If your car is totaled and you’re not at fault, you should file a claim with the at-fault driver’s insurance company and report the accident to your own insurer as well. The other driver’s property damage liability coverage will reimburse you for your car’s actual cash value up to their policy limits. Actual cash value, or ACV, is the amount the car was worth immediately before the accident.
Claim Options if Your Car Is Totaled but You're Not At-Fault
In the event that the other driver does not have insurance, you can file a claim with your uninsured motorist or collision coverage, if you have it. You can also file a collision claim if the other driver refuses to admit fault. In this case, the insurance companies will eventually determine who is responsible. Then, your insurer will recoup the cost of your collision claim and deductible in a process called subrogation.
How Insurance Companies Determine if Your Car Is Totaled
Insurance companies decide if a car is totaled by comparing the cost of repairs to the car’s value. Exact formulas vary by state and insurance company. However, it’s worth noting that repairs are often more extensive than they appear, and even a small accident can sometimes total a vehicle.
When you are not at fault in an accident, the other driver’s car insurance typically pays for your expenses. If it takes a while to determine fault, you can file a collision claim with your insurer, which will then try to recover the cost of the claim and your deductible from the at-fault driver’s insurer. In most states, you should file injury claims directly with the at-fault driver’s insurer, though no-fault states require you to use your own insurance to pay for medical bills.… read full answer
If the at-fault driver does not have insurance, you can file a claim with your own uninsured motorist (UM) insurance, if you have it. Depending on your policy, you might also have underinsured motorist coverage (UIM), which applies if the other driver’s liability limits aren’t high enough to pay for all the damage.
When your car is a total loss, it means the car cannot be repaired safely or that repairs would be too expensive compared to the vehicle’s value. If your car is declared a total loss due to a covered scenario, the insurance company will pay you the car’s actual cash value and will usually sell the vehicle as scrap.… read full answer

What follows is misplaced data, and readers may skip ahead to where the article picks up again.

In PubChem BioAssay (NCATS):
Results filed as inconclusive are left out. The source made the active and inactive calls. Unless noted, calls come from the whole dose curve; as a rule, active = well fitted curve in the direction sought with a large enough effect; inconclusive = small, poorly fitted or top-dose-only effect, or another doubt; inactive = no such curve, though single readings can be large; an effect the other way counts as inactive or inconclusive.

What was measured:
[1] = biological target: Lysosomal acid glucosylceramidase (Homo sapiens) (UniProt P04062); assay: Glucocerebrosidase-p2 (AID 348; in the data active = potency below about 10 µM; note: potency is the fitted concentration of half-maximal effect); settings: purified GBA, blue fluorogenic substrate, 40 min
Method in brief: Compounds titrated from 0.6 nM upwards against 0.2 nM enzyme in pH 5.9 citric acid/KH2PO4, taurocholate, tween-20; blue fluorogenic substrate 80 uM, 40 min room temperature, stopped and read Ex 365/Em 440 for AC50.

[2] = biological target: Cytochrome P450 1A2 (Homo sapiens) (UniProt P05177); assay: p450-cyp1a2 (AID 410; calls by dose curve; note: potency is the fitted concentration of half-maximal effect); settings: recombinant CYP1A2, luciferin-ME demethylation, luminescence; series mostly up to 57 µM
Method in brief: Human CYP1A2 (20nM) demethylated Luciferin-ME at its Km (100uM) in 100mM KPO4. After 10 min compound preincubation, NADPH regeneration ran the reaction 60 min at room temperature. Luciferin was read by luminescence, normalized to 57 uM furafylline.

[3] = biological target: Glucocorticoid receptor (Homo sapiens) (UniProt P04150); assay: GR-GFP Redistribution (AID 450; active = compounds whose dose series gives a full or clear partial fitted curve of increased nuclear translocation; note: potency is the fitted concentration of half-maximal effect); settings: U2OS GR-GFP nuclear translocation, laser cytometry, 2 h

Once you file a claim, the insurance company will determine whether the car is a total loss. Depending on your state’s laws, your car may be totaled if the cost of repairs exceeds a certain percentage of the car’s value, such as 75%. If your state does not have a specific total loss threshold, your vehicle will be considered a total loss if the cost of repairs plus the salvage value is greater than the car’s actual cash value (ACV).
You can fight an insurance company over a totaled car’s value by sending the insurer a counteroffer along with evidence justifying your car’s value. If the insurance company does not raise its offer, you can contact your state’s insurance regulator, seek arbitration, or file a lawsuit.
After receiving a settlement offer from the insurance company:
Gather evidence, including an independent appraisal, the car’s sticker details, prices for comparable vehicles, photos of the car before the accident, and receipts for any features you added.
Send this evidence and a counteroffer to the insurance company.
If the insurance company does not negotiate to your satisfaction, contact your state’s insurance regulator to request help.
Ask your insurance company for third-party arbitration if necessary.
File a lawsuit as a last resort.
Limitations When Fighting an Insurance Company Over a Totaled Car
It’s important to remember that insurance companies are only required to pay a car’s actual cash value (ACV), not the cost of a replacement car or the original price you paid for the vehicle.
Car insurance companies and state laws determine when a car is declared a total loss, so it is unlikely that you will be able to keep your insurer from totaling the car if they deem it necessary. But you can negotiate with your insurance company if you think the amount they propose the car is worth is less than the car's ACV.
It’s in the insurance company’s interest to prevent a dispute from escalating, so sending a counteroffer directly is the best place to start. Otherwise, the cost of filing a lawsuit is usually not worth the potential rewards, but it depends on your situation.
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